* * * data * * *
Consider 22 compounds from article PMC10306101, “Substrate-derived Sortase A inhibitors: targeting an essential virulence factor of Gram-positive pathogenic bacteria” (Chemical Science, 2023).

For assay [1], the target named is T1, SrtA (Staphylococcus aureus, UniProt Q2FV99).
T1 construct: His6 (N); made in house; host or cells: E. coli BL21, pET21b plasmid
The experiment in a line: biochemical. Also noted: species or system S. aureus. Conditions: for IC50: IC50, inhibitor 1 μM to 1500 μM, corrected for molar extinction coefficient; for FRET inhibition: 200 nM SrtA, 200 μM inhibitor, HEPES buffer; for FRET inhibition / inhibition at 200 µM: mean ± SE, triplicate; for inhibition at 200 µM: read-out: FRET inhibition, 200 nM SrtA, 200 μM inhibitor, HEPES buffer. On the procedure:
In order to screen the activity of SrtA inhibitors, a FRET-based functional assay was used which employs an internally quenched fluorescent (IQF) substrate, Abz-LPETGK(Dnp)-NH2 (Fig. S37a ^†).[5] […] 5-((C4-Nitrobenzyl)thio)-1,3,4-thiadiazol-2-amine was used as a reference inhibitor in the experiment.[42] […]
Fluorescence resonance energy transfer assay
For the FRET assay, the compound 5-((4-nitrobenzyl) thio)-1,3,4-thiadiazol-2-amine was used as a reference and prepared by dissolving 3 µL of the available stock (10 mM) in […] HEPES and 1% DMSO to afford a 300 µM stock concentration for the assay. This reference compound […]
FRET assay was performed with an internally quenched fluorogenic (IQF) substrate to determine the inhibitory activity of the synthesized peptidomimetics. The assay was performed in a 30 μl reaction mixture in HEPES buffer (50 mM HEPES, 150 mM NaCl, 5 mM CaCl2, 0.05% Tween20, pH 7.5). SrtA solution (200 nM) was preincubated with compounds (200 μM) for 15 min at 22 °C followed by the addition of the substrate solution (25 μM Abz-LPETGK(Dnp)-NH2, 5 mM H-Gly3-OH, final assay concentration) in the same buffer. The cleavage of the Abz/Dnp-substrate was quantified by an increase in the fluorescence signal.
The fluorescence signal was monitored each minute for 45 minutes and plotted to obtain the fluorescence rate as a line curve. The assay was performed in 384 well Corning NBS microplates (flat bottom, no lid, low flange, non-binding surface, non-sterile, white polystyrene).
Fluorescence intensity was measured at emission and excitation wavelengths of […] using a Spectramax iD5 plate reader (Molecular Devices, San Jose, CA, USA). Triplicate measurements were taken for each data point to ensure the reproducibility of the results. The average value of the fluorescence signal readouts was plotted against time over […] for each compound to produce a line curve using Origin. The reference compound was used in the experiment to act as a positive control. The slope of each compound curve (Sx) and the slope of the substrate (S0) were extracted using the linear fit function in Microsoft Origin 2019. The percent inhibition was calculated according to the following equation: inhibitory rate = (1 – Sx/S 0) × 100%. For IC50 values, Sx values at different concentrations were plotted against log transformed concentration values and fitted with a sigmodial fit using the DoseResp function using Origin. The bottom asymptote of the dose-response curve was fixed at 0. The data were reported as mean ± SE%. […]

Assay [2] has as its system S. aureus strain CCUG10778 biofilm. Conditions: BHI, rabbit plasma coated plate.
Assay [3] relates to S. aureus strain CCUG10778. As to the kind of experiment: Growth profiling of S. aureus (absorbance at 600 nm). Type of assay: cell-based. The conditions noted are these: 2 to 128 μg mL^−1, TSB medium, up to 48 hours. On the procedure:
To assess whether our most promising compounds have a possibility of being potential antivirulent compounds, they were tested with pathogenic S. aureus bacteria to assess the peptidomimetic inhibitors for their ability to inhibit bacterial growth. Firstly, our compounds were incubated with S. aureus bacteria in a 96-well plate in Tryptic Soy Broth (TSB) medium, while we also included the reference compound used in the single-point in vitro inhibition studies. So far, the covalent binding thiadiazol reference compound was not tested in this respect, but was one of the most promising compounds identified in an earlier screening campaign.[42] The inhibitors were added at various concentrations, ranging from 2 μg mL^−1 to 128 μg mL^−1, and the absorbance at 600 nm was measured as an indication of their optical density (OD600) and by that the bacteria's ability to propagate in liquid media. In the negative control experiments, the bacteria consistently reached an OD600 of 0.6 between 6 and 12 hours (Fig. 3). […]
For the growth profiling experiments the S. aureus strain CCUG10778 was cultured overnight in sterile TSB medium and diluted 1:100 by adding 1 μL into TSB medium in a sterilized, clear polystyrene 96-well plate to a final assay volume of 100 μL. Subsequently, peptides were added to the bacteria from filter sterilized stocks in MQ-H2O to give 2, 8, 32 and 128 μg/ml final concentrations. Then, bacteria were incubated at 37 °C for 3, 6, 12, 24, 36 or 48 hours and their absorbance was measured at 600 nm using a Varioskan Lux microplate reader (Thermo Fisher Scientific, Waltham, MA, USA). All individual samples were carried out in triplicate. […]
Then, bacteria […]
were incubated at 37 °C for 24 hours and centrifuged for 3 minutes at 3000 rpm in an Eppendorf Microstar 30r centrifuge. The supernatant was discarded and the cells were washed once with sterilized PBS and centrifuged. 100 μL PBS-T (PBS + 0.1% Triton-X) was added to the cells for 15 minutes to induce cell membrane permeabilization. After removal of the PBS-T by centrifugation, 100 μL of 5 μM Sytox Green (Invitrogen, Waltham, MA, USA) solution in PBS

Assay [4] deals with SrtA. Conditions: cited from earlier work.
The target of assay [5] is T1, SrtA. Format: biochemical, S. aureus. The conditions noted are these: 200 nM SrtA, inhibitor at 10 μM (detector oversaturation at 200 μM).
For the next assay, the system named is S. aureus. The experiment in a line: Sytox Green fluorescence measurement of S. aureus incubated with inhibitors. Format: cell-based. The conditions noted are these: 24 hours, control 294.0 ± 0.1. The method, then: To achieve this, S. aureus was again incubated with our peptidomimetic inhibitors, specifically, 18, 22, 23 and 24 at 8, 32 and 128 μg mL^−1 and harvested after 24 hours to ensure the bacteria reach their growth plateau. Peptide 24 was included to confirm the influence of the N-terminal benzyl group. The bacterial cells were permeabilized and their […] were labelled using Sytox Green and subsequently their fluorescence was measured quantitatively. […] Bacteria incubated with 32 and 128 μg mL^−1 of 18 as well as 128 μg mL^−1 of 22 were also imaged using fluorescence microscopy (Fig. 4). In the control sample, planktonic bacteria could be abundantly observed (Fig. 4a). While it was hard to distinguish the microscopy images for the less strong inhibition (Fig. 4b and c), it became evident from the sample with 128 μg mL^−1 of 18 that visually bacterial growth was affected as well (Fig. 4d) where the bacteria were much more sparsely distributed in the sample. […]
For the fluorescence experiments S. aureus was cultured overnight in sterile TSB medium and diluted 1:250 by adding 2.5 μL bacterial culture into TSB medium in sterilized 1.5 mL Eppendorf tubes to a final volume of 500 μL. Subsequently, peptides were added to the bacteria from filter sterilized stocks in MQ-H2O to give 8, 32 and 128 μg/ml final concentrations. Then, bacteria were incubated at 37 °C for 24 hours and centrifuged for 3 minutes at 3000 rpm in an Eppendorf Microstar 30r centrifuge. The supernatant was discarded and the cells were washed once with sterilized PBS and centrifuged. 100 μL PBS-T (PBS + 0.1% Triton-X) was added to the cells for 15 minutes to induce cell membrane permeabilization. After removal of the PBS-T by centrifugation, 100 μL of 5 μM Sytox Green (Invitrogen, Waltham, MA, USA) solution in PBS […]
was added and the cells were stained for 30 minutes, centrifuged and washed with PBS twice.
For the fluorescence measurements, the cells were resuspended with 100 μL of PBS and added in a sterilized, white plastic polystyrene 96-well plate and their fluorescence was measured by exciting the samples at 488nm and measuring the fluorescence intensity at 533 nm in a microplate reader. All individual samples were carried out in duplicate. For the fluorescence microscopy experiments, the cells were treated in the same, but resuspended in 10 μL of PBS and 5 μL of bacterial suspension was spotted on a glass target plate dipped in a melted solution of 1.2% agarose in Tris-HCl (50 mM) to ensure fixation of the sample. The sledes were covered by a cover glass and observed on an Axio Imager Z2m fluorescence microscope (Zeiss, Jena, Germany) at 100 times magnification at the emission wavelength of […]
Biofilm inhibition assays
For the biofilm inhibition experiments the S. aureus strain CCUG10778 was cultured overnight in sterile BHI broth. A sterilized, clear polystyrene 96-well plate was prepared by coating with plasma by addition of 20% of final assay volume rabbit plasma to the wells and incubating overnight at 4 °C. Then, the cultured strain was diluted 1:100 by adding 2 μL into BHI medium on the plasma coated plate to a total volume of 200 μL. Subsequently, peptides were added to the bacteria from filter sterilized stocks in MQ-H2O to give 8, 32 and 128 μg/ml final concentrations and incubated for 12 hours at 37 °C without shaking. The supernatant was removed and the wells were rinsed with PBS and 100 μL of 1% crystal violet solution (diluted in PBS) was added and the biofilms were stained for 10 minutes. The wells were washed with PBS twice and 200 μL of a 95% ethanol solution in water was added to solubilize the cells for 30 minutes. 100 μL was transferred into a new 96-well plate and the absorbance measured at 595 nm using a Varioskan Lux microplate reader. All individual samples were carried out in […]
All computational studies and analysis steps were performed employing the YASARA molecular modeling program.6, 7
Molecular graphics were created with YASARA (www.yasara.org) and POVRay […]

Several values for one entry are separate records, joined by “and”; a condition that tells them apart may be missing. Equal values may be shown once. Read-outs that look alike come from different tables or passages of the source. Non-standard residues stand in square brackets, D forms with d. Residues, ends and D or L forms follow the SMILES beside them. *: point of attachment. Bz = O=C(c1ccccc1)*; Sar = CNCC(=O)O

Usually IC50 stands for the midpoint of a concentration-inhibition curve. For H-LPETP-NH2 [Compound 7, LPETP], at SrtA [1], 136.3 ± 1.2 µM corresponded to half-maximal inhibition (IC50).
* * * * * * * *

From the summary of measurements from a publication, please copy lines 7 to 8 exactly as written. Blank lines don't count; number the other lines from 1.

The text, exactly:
For the FRET assay, the compound 5-((4-nitrobenzyl) thio)-1,3,4-thiadiazol-2-amine was used as a reference and prepared by dissolving 3 µL of the available stock (10 mM) in […] HEPES and 1% DMSO to afford a 300 µM stock concentration for the assay. This reference compound […]
FRET assay was performed with an internally quenched fluorogenic (IQF) substrate to determine the inhibitory activity of the synthesized peptidomimetics. The assay was performed in a 30 μl reaction mixture in HEPES buffer (50 mM HEPES, 150 mM NaCl, 5 mM CaCl2, 0.05% Tween20, pH 7.5). SrtA solution (200 nM) was preincubated with compounds (200 μM) for 15 min at 22 °C followed by the addition of the substrate solution (25 μM Abz-LPETGK(Dnp)-NH2, 5 mM H-Gly3-OH, final assay concentration) in the same buffer. The cleavage of the Abz/Dnp-substrate was quantified by an increase in the fluorescence signal.